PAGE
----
Democrats have bad case of the blues
After losing back-to-back presidential elections, Democratic leaders are trying to figure out how to make the party more relevant to mainstream Americans and keep it from slipping into perpetual minority-party status. And the task is daunting, many Democratic consultants and leaders agree.
Republicans have cut deeply into formerly Democratic areas in rural America, the Sunbelt, and among Hispanics, the nation's fastest-growing minority group. They have made gains on "family values" issues, winning over social conservatives who previously voted Democratic on economic issues, while keeping their advantage on national defense. "We were on a tough playing field," said House minority leader Nancy Pelosi a California Democrat, suggesting Republicans had made inroads among socially conservative former Democrats by emphasizing "wedge issues" like gay marriage and abortion.
Ballot measures in 11 states to ban gay marriage also helped boost turnout for Republicans.
Democrats also have no strong leader to pull the party out of the wilderness. With the defeat of Senate minority leader Tom Daschle of South Dakota, the party's top two congressional leaders are Pelosi, a San Francisco-area liberal, and Nevada senator Harry Reid, now the number 2 leader, known mostly as a low-key insider.
For 2008 the presumptive leading presidential candidates are New York senator Hillary Rodham Clinton, a Northeastern centrist and one of the most polarizing figures in American politics, and North Carolina senator John Edwards, a trial lawyer and failed vice presidential candidate with little public service besides six years in Congress.
Democrats have a bad case of the blues after seeing so much red. A look at the 2004 election map with states President Bush won in red and John Kerry's in blue underscores the dilemma.
Unbroken stretches of red nearly from coast to coast, encompass most of the heartland, the South, the Great Plains, the desert Southwest, and the Rocky Mountain West. Blue states are mostly a fringe along both coasts--the Northeastern seaboard and the West Coast states of California, Oregon, and Washington--along with some of the industrial states bordering the Great Lakes. Democrats suffer from a chronic geographical and ideological predilection: They nominate candidates from the political left who have a hard time appealing to those in the middle.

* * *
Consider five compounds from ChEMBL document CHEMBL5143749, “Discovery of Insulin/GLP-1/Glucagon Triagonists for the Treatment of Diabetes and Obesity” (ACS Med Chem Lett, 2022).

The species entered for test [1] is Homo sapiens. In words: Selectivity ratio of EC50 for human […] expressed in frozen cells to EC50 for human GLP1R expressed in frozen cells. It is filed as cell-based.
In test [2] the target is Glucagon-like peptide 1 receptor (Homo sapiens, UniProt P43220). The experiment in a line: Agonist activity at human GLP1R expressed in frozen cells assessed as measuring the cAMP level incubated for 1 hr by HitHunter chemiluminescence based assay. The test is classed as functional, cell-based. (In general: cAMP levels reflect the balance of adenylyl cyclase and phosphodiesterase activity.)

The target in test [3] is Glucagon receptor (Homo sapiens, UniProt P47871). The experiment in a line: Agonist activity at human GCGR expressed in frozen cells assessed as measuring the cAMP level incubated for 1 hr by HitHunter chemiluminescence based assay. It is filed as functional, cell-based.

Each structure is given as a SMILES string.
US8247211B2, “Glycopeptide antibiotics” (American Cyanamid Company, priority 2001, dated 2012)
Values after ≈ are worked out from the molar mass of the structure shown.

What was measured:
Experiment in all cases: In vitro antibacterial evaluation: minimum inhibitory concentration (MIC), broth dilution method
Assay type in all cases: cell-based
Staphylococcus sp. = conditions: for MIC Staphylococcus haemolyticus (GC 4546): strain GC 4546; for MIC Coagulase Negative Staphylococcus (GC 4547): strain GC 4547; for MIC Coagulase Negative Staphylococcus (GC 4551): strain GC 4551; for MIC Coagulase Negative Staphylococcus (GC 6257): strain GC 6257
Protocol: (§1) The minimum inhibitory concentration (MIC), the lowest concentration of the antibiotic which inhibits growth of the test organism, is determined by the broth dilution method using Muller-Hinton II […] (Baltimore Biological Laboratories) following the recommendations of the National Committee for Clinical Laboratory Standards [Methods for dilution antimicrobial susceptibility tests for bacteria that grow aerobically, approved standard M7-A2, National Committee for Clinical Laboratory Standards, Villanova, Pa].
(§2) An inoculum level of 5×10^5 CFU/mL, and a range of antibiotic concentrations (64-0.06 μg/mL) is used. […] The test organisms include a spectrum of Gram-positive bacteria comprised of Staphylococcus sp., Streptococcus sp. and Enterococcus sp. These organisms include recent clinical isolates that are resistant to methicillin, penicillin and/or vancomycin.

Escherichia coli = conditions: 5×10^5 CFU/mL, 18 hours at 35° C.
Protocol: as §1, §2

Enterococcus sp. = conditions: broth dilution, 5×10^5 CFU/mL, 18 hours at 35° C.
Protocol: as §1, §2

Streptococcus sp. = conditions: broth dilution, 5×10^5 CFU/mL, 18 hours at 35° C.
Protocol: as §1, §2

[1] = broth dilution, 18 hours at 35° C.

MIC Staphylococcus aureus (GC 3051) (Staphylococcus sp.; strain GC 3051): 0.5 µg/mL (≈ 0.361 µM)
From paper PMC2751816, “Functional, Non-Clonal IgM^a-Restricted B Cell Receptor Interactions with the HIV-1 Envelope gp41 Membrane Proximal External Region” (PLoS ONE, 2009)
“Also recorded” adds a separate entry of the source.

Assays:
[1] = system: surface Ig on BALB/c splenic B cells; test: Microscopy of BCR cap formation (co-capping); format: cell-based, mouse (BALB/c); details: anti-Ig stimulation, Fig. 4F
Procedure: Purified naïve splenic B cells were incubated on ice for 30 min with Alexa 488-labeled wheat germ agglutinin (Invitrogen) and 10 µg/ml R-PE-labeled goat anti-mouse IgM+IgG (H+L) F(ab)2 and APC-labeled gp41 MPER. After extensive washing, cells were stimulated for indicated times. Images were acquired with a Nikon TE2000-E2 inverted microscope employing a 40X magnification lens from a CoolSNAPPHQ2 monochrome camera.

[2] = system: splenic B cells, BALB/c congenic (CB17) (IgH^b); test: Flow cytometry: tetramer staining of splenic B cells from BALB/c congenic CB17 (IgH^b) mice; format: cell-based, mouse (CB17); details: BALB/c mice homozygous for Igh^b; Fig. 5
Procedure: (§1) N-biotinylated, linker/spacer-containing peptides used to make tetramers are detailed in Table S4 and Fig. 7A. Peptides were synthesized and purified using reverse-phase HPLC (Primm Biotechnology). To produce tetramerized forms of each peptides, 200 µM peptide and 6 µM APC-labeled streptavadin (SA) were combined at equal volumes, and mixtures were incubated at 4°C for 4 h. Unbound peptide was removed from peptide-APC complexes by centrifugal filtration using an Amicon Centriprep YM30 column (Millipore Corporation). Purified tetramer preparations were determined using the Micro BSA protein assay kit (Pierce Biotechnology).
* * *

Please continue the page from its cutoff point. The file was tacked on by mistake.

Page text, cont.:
"My advice to the Democrats is never, never nominate anybody from Massachusetts again," said Ross Baker, a political scientist at Rutgers University. The last Northeastern Democrat elected president was John F. Kennedy in 1960. Since then, just three Democrats--all from the South--have served: Lyndon Johnson of Texas, Jimmy Carter of Georgia, and Bill Clinton of Arkansas.
Democratic pollster Stan Greenberg said Friday that Democrats were never able to bring economic issues to the fore. "We run elections in a real world. You can choose to say you wanted to focus on the economy, but Iraq was a powerful story. People were dying. You cannot have Iraq news without a candidate talking about it," Greenberg told reporters during a postmortem session. Robert Borosage, codirector of the liberal Campaign for America's Future, said, "Democrats have started forming their circular firing squads."